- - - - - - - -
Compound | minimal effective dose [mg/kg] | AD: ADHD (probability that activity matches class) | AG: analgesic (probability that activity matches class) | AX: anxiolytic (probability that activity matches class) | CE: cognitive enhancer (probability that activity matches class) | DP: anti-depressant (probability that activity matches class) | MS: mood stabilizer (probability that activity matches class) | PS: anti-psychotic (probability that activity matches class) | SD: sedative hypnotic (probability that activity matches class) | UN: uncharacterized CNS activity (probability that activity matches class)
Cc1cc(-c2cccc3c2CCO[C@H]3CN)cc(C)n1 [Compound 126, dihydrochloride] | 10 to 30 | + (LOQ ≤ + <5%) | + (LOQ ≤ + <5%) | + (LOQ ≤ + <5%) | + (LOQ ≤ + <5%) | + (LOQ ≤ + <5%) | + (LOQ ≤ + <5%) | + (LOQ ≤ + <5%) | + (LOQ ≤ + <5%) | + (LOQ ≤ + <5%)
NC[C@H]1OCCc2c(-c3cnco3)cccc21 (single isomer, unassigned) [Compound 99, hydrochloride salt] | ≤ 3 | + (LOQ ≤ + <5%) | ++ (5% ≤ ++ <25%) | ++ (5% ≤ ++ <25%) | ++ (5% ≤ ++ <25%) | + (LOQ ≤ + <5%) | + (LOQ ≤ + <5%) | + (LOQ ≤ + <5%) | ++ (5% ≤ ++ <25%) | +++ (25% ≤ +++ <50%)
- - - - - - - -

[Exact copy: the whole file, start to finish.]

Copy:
Compound | minimal effective dose [mg/kg] | AD: ADHD (probability that activity matches class) | AG: analgesic (probability that activity matches class) | AX: anxiolytic (probability that activity matches class) | CE: cognitive enhancer (probability that activity matches class) | DP: anti-depressant (probability that activity matches class) | MS: mood stabilizer (probability that activity matches class) | PS: anti-psychotic (probability that activity matches class) | SD: sedative hypnotic (probability that activity matches class) | UN: uncharacterized CNS activity (probability that activity matches class)
Cc1cc(-c2cccc3c2CCO[C@H]3CN)cc(C)n1 [Compound 126, dihydrochloride] | 10 to 30 | + (LOQ ≤ + <5%) | + (LOQ ≤ + <5%) | + (LOQ ≤ + <5%) | + (LOQ ≤ + <5%) | + (LOQ ≤ + <5%) | + (LOQ ≤ + <5%) | + (LOQ ≤ + <5%) | + (LOQ ≤ + <5%) | + (LOQ ≤ + <5%)
NC[C@H]1OCCc2c(-c3cnco3)cccc21 (single isomer, unassigned) [Compound 99, hydrochloride salt] | ≤ 3 | + (LOQ ≤ + <5%) | ++ (5% ≤ ++ <25%) | ++ (5% ≤ ++ <25%) | ++ (5% ≤ ++ <25%) | + (LOQ ≤ + <5%) | + (LOQ ≤ + <5%) | + (LOQ ≤ + <5%) | ++ (5% ≤ ++ <25%) | +++ (25% ≤ +++ <50%)